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Slavery ends on New Years' Day

The GOP's Emancipation Proclamation took effect on New Year's Day 1863
January 1, 2008
By Michael Zak

On New Year's Day in 1863, the Republican Party's Emancipation Proclamation came into effect. While Republicans rejoiced, Democrat politicians and newspapers denounced President Abraham Lincoln (R-IL) for freeing slaves. Demonstrating their depravity, New York's Gov. Horatio Seymour, who would be the 1868 Democrat presidential nominee, denounced the Emancipation Proclamation as "a proposal for the butchery of women and children." The Louisville Daily Democrat called it "an outrage of all constitutional law, all human justice, all Christian feeling."
Acting on authority granted by the Republican-majority 37th Congress to seize rebel "property," President Lincoln had issued the proclamation two months before, to the dismay of the Democrats. Effective at yearend, all slaves in Confederate-controlled territory would be "forever free."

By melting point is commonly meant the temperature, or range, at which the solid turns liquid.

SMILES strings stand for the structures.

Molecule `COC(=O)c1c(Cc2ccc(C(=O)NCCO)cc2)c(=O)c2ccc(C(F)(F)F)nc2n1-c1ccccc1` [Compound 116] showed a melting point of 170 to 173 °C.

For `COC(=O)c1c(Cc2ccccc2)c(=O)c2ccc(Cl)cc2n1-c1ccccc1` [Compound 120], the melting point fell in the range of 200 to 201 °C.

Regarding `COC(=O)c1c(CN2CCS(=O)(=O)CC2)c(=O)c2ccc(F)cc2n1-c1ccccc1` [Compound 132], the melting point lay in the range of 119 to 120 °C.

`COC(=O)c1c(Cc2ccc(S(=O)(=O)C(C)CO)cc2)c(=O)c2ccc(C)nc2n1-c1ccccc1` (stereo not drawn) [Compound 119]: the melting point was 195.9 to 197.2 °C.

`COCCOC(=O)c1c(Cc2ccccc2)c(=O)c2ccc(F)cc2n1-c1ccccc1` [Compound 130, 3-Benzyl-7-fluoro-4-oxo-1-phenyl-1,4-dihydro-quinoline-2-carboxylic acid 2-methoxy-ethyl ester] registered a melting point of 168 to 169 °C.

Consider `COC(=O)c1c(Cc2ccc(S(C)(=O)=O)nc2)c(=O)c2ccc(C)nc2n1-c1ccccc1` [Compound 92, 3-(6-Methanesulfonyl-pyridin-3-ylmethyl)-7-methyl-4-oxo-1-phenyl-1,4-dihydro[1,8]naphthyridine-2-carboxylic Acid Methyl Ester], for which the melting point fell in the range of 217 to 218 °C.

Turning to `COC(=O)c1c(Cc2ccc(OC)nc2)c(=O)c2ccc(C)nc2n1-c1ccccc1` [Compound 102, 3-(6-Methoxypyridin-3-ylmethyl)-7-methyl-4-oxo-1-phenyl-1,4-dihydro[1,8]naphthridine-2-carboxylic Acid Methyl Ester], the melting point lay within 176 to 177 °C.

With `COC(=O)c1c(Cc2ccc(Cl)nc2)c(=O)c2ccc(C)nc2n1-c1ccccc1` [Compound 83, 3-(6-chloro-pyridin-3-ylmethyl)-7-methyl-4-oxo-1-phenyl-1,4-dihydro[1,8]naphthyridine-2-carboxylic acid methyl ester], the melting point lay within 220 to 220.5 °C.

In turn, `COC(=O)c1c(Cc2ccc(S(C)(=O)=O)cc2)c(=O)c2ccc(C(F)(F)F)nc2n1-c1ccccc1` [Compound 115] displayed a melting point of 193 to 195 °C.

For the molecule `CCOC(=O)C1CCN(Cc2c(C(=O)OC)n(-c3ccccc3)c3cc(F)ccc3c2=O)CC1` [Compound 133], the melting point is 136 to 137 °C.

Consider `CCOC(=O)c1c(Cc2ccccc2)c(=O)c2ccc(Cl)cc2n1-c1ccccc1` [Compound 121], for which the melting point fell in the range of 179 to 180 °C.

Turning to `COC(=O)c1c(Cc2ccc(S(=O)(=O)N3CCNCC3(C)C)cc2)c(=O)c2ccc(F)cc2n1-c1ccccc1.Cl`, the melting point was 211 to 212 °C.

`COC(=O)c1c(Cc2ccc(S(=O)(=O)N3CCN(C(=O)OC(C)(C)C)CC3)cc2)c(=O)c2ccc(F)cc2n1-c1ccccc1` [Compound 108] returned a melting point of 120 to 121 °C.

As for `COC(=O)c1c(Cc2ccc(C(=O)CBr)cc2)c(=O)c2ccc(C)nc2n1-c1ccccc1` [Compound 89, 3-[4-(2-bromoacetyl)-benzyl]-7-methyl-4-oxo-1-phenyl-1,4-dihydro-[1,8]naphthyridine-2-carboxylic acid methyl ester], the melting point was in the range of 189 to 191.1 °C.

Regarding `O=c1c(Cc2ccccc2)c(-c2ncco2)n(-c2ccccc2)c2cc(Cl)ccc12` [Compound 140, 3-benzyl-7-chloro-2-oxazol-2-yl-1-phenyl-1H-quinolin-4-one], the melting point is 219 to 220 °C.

Ill-informed critics of President Lincoln fault him for not freeing slaves in areas under U.S. control, but the federal government lacked the necessary authority. Within three years, the Republican-majority 38th Congress followed up the Emancipation Proclamation with the 13th Amendment, banning slavery throughout the nation.
Republicans today would benefit tremendously from appreciating the true heritage of our Grand Old Party.
This Republican heritage article and others are available on the Grand Old Partisan blog each day celebrating 154 years of Republican heroes and heroics.
Michael Zak is a popular speaker to Republican organizations around the country. His e-mail address is Grand_Old_Partisan@hotmail.com. For more information, see www.republicanbasics.com.

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